“Look,” said Busbee, getting straight to the point. “I want you to come work with me. I hear you know your way around outside the three-mile limit, you have a passport, and I can pay you $26,000 a year for your services.”

Now, $26,000 wasn’t even a lot of money in ’78, but the firm was happy to loan him to the governor and the two men hit it off from day one.

“People today take Georgia’s growth for granted,” said Phillips. “But George Busbee is the man who made Atlanta and the state a player in the world of international business. Gov. Carter had worked on behalf of an existing customer, helping Lockheed sell small jets to Brazil, for example. But what Busbee did was create a structural realignment of the way Atlanta and Georgia did business. He laid the groundwork and it continues to bear fruit every day.”

It’s not hard to imagine Cecil Phillips holding public office. The man can deliver a fascinating history lesson on a Spanish governor who helped German U-boats avoid the British Navy in World War II—and he can do it in fluent Spanish, if you like. He can give a tutorial on the intricacies of international trade, and make it real with first-person anecdotes about Japanese auto workers on the assembly line. He can conduct a crash course on the essential tenets of construction management, provide an insider’s view of how a big city law firm operates—and he does it all in the persona of a down-to-earth guy who could be sharing his expertise at a lectern in the Student Learning Center or from a bar stool at The Globe.

“When development officers came to see me after I made this gift,” said Phillips, “I told them I would be very low maintenance. I don’t even need to be taken to dinner. But I do take my daughter to dinner when I’m in Athens. And I like to wander around campus. The Student Learning Center is so magnificent it makes me want to go back to school.”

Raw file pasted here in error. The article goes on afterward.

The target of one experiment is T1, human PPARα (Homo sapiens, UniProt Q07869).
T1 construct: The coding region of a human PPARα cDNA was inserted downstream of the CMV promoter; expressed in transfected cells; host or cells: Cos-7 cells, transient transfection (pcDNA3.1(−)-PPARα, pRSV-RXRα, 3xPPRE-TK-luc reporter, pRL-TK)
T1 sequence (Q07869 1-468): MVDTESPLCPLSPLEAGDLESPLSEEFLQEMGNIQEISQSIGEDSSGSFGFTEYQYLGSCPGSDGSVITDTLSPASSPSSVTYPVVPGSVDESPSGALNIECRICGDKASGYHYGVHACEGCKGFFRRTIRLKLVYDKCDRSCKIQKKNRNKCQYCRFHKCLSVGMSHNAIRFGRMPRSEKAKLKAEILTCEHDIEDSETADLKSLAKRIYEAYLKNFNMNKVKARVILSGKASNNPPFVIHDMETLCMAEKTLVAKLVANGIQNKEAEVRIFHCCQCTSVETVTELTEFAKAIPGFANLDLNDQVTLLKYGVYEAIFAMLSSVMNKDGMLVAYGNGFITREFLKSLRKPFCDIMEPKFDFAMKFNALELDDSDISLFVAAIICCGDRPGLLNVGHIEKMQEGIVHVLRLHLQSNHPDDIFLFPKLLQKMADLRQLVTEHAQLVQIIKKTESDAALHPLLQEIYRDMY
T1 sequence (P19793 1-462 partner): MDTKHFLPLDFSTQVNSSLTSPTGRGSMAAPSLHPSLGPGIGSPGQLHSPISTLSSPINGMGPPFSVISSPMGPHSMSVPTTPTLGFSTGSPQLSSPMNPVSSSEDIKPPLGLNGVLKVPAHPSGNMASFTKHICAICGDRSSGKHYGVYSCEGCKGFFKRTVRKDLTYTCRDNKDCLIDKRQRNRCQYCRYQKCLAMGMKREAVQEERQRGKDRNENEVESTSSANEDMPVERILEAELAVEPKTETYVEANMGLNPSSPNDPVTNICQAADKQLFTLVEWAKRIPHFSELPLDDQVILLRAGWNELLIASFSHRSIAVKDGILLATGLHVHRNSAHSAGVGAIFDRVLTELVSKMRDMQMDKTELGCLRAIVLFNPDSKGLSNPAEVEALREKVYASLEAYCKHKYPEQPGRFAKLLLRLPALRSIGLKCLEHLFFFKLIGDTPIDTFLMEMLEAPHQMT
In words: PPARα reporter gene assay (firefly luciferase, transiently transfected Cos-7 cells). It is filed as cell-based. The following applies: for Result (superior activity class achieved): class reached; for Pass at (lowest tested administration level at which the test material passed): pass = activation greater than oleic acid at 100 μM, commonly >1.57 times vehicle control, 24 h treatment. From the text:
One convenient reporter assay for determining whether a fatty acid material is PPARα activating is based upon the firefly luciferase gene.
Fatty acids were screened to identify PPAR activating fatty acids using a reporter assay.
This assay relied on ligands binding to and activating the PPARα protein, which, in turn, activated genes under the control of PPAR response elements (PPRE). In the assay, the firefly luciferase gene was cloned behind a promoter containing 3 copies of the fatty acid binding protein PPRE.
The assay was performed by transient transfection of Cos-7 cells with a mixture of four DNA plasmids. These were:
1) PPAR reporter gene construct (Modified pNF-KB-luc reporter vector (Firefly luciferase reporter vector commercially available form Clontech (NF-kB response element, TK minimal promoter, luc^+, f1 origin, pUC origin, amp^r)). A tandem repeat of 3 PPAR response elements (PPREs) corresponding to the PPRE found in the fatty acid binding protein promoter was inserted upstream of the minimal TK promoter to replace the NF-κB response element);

Phillips hopes his gift will encourage Georgians to support their flagship institution and the system as a whole.

“These are tough times for post-secondary education,” said Phillips. “The level of state support for UGA has dropped to 35 percent. The national average is 34 percent—and in Virginia and Michigan it’s a dime. A dime!

“If you’re the president of the University of Georgia, when you wake up on Jan. 2—and your football team has won a bowl game the day before—you celebrate. But by noon, you’ve got a budget deficit to make up. And that trend is not going to reverse itself. This is a permanent paradigm shift toward universities having to increase the amount of their private funding—and their supporters are going to have to accept that challenge.”

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Before he started building innovative student housing, Phillips was a globetrotting legal expert for Gov. George Busbee (BBA ’49, LLB ’52). To pay tribute to his mentor, Phillips gave UGA $1 million for the George D. Busbee Chair in the School of Public and International Affairs. Photo by Paul Efland

Busbee spoke at a reception commemorating Phillips’ gift in January 2003. (Pls. note: Gov. Busbee passed away while this story was being written.) Photo by Rick O'Quinn

As president/CEO of Atlanta-based Place Properties, Phillips builds large, privately funded apartment buildings designed specifically for students. He is also a UGA Foundation trustee. Photo: Special

With state funding at 35%, Phillips says UGA cannot prosper without private support from people with a vested interest in UGA’s success. Photo by Paul Efland

Calling his innovative complexes “the future of student living,” Phillips’ company currently serves 18 colleges in both on- and off-campus sites, including seven in Georgia.